Once we stopped, my son got the Eagle advancing again and we made it over the humps and bumps to the safety of our light, right lane ruts.  Unbeknownst to us at the time, we totally blew off a chain on that little escapade and were now running with only one chain on the front left tire!  Holy shit!

At this time, we were still about ten miles south of our Tigard turnoff.  My next big concern was a long sloping overpass off the interstate onto the highway which led to our surface street exit.  I thought it might be iced over, and, at a slope, difficult to traverse.  However, that one overpass was pretty darn clear.  It looked like Portland might of had a plow or two working in their direct vicinity.  Hallelulah!

With that behind us, it was another mile to our exit, and then another 1.5 miles on a surface street.  I thought that might be bad too, and though rutted, it was still not quite as bad as the interstate.  Go figure.  There were another quick two lefts, and then I had the Falcon and  Eagle slide right into the three foot snow embankment that sat upon the curb in front of our house.  Home. 

The lights were on.  It was 8:30 PM.  Twelve and a half hours, about the same amount of time as the previous day only traveling half the distance.  My lovely wife was ecstatic.  We were tired, but very happy.  And dinner was waiting.

       Here's the fellas the day after the intrepid journey, December 24, 2008.

Homestead Update

I don't know where ya'll live, but here in the foothills of the Sierra Nevada Mountains in California we have recently been experiencing a bitter cold.  We're at about the 2200 foot elevation, and will generally get a dusting of snow a couple times a year.  Well, with temps in the 20's and a nice four inch dumping of snow a few days back, we still have a nice white blanket out yonder.

First snow of the season

The chicken house is quite secure.  There's the rough planks the previous owner had up, then I put up a layer of  Tyvec.  Then there is new siding.  All cracks and corners have been caulked, and with the big "man" door closed it's as sound as it can get.  Once the night time temps fell below freezing, I turned on an incandescent light in there.  That generates enough heat to take the chill off.

Our rooster, Goldie, has actually spent at least a night or two perched up in their outside secure area.  He is usually flanked by a couple of the hens, but not recently.  They all said the hell with this, we're going indoors!

I mean, he is a Buff Orpington, a heavy breed, and he is less susceptible to cold than other breeds.  But come on, when the temps drop into the 20's I would think he could put his erstwhile stud badge away for a night or two.  I'm just saying.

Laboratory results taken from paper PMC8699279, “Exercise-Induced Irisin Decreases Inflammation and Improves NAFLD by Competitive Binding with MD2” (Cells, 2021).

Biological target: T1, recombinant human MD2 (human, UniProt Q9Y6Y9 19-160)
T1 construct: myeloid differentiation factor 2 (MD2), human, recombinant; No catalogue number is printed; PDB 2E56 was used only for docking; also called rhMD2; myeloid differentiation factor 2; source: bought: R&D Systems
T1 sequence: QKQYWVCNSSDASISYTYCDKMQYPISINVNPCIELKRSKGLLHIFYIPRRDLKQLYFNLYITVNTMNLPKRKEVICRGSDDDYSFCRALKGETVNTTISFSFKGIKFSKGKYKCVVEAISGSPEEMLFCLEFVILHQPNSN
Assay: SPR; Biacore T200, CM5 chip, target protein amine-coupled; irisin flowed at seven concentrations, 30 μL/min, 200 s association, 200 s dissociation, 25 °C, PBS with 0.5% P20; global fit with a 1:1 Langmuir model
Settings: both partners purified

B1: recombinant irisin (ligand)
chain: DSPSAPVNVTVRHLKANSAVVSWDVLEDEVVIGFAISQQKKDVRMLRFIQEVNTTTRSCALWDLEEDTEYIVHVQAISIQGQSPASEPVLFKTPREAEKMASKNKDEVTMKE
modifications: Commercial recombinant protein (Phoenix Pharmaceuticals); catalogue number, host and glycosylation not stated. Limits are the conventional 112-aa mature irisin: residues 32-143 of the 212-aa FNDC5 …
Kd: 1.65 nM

Prior to press: We just experienced another hawk attack!  Fortunately I was home, convalescing, and was close enough inside to hear the chickens distressed clucks.  And yes, there are certain tones to a chickens clucking.  Animal sounds.  There is a quite content cluck, like when they are grazing the lawn eating  bugs.  There is a loud, painful cluck like when they are having difficulty laying an egg or when Goldie is having difficulty laying them.  And there is a loud, frantic "Help! Help! Help! Holy Sh*t! What The Fu*k!" cluck.

Since the last hawk attack, I have kept them "confined" to Chicken Fantasia Land, which, of course, is paradise a plenty for a flock of 9.  I have also placed a 9x12 tarp over a large area of the enclosed space, providing shelter and shade in the summer.  The tarp broke up another two 12x15 spaces that were open to the sky.  With that small of open space and a Rooster in the Hen House, I thought they would be safe from raptors.  However, when I quickly looked out the window I witnessed a large Red Tail Hawk swoop from the top of the fence and land on one of the girls, inside their pen.

I freaked.  As quickly as a gimp in a walking cast can, I bounced out the door and threw a snow ball in the fights direction.  A snowball?  What was I thinking?  That bird's got armor, it's at the top of the food chain, like us.  A snowball???  That was like throwing a daisy at a dog.

So, my painful right ankle is in it's "indoor" walking boot.  I actually still have my old walking boot from Achilles days.  I usually wear that if I'm going to be outside, especially working with the chickens, so, you know, I'm not dragging chicken poop onto the wall to wall carpet.  Yeah, I can wash the boot, or the carpet, but trust me, this is easier.  But it takes about 5 minutes to swap boots and there wasn't that much time.  That hawk was on one of my girls!

My left foot was in a sock and there was snow and ice on the uphill fifty foot run to the coop.  Shit.  I bounced to the garage as ever a gimp could and put on the standard rubber boot on my left foot.  Then I grabbed a canvas cover I flip over the cast if I'm just going on a short, quick run, like take the garbage out.  Or in case I'm in a freaking real big hurry.  I wrapped the canvas with a bungee cord, grabbed a pellet rifle and skedaddled towards the fracas, Festus style.  Fifty seconds!

I have 2 pellet rifles.  There's varmints in these here hills.  I don't want to kill them, but I want to be able to shoo them away.  One is C02 powered and has a 12 shot clip.  This is handy since I am a terrible shot.  Since active C02 eventually breaks the seals, I leave an unopened cylinder in the chute so all I have to do is tighten it down with a couple twists and the cartridge is punctured and ready to go.  The clip is always loaded.  The rifle will shoot roughly 600 FPS, or feet per second.